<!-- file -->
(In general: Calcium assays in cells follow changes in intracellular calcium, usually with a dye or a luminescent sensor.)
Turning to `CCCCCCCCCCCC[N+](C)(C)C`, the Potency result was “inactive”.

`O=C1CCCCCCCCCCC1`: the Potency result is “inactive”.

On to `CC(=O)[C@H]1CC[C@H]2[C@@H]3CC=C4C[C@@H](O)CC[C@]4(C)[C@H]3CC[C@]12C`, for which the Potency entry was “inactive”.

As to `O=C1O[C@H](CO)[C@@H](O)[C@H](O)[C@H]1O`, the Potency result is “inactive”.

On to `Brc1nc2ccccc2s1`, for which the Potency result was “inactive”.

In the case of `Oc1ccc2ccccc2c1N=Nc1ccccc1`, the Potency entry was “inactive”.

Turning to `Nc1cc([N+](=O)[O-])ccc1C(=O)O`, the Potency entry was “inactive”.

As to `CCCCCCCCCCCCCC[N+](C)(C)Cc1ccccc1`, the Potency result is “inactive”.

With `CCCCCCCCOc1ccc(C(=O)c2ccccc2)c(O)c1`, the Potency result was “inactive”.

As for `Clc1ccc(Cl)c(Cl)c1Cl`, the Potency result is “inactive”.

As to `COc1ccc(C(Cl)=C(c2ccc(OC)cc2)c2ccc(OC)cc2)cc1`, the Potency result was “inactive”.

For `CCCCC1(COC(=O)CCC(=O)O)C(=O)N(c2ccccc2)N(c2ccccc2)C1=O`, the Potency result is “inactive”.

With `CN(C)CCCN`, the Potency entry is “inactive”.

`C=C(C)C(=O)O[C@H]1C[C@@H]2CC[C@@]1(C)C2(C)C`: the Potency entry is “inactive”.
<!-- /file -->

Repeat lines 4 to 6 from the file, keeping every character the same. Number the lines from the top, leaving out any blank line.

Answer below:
On to `CC(=O)[C@H]1CC[C@H]2[C@@H]3CC=C4C[C@@H](O)CC[C@]4(C)[C@H]3CC[C@]12C`, for which the Potency entry was “inactive”.

As to `O=C1O[C@H](CO)[C@@H](O)[C@H](O)[C@H]1O`, the Potency result is “inactive”.

On to `Brc1nc2ccccc2s1`, for which the Potency result was “inactive”.